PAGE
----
Jayde Davey is a dog trainer from That Dog in Wrexham with a passion for deaf dogs.
"Being a dog trainer, I regularly promote and talk about the importance of considering others when you’re out and about on your dog walk. I often will discuss the idea of popping your dog back on a lead when you see another dog on theirs, or not allowing your dog to approach one that’s on the lead, but I also high-light what a dog wearing a yellow collar, bandana or harness might mean; that the dog needs space.
Often, I have clients ask about lead slips for their nervous or reactive dogs, or even those that are over friendly and need help learning to ignore people. However I have used, and recommended the “Caution Deaf Dog” lead slips for working with my clients that have deaf dogs.
I specialise in training deaf dogs, I have a deaf dalmatian of my own called Sherlock. I don’t find that him being deaf limits his capabilities at all, he does agility, hoopers, scent work and trick training but it does impact people’s communication with him. I’ve found personally that people will often approach my ‘Disney’ dog and grab him without waiting to ask for permission, and as you can imagine, someone suddenly grabbing him when he’s minding his own business and when he doesn’t know that they are there, could be a recipe for disaster.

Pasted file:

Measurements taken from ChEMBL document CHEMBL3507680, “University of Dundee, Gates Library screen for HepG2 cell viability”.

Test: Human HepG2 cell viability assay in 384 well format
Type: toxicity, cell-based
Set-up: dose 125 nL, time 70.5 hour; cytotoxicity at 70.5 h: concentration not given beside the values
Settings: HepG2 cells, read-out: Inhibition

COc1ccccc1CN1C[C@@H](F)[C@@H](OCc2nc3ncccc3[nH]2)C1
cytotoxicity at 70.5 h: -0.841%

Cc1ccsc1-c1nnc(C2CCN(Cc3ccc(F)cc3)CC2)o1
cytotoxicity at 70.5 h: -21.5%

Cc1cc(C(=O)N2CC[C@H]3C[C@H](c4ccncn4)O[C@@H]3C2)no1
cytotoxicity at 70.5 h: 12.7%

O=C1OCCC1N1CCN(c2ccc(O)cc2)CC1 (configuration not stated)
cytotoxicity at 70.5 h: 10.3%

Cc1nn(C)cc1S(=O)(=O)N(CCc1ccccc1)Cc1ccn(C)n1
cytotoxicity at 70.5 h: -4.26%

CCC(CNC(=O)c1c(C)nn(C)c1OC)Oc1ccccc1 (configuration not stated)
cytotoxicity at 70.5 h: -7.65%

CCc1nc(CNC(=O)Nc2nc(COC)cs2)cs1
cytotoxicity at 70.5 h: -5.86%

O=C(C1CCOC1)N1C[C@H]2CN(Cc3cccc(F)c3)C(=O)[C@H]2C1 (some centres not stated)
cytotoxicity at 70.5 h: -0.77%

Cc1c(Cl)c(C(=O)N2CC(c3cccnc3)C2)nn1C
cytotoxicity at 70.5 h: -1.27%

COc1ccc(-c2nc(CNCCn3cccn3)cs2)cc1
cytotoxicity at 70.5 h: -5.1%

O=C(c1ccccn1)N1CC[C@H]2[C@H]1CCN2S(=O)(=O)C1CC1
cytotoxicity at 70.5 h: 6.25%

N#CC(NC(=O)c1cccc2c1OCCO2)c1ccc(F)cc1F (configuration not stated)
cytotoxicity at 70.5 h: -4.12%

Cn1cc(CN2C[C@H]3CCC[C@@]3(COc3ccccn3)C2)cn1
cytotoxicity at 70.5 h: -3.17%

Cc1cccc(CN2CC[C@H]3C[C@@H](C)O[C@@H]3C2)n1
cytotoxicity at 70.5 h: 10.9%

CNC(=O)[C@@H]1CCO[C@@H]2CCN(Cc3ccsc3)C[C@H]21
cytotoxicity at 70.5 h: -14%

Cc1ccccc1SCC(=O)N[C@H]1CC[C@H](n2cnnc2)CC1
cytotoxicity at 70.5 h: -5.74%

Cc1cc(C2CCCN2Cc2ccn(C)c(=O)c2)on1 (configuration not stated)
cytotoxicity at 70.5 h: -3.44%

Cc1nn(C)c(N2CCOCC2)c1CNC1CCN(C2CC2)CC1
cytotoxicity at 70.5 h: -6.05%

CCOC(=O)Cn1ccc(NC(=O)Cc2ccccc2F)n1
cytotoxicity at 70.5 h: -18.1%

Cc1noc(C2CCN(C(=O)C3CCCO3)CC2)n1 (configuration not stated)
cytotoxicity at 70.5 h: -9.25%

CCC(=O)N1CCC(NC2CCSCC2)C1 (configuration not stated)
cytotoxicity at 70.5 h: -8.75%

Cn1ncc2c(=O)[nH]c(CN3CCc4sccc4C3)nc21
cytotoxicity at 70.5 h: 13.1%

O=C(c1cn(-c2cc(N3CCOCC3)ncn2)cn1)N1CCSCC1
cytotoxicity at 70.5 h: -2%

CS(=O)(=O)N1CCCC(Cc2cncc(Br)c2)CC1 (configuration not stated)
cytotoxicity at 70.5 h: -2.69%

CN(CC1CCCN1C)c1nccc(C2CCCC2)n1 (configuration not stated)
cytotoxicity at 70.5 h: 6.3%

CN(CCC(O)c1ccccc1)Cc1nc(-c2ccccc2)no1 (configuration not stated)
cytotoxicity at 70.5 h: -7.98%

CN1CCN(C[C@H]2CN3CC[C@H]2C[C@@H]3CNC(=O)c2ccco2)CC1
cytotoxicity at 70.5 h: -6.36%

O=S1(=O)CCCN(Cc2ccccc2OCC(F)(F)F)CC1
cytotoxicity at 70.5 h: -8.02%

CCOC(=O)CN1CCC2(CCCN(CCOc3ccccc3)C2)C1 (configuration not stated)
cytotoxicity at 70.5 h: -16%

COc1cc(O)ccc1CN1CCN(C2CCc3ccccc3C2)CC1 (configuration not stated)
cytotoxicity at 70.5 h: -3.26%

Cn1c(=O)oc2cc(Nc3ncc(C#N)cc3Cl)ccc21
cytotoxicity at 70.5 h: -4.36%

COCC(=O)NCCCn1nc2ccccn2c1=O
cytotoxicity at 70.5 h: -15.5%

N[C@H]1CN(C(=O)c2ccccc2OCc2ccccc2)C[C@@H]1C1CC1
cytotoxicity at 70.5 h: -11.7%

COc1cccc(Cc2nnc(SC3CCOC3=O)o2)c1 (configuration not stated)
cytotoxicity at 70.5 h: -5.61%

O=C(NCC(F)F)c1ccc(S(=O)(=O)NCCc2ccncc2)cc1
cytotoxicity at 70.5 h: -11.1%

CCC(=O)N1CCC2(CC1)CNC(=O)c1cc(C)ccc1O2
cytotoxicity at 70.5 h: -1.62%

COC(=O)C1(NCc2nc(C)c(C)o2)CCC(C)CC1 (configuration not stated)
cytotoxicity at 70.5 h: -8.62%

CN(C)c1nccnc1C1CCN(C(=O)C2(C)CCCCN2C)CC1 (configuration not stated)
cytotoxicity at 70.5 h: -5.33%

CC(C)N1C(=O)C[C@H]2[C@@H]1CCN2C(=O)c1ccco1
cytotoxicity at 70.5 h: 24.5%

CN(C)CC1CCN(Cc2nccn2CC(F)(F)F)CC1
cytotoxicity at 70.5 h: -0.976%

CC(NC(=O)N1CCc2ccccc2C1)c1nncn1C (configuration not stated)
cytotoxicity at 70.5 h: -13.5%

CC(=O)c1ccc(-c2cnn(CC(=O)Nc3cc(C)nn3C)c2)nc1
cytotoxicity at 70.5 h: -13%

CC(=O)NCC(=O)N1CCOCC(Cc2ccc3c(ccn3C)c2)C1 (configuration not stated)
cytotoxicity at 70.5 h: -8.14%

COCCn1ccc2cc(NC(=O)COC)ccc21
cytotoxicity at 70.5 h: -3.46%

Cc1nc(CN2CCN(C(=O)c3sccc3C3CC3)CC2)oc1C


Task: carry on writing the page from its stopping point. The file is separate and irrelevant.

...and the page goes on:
Now, my dog is not reactive, or aggressive, BUT if people were continuously startling him by approaching him without him knowing then that could easily create a behaviour issue. If I was working with an already nervous deaf dog then that again could just make the behaviour worse. I find having the lead slip acts as a way to interrupt anyone that’s potentially thinking of just suddenly touching him, especially if I have my back to them too. I also find it acts as a conversation starter. I LOVE promoting how capable my deaf dog is, and I find when people read the slip, they are often curious and will ask questions. Sherlock will do a few tricks for everyone and people go home with a better understanding of dogs that lack hearing - in some organisations and breed groups, deaf dogs are recommended to be euthanised, so anything I can do to raise awareness on their capabilities has got to be a good thing!To find out more, or to work on behaviours with your deaf dog, feel free to check out Jayde's website here: www.thatdog.org
So, the next time you see a yellow lead slip adorning a dog, remember that it's a beacon of communication, a guardian of personal space, and an emblem of advocacy for the incredible capabilities of deaf dogs.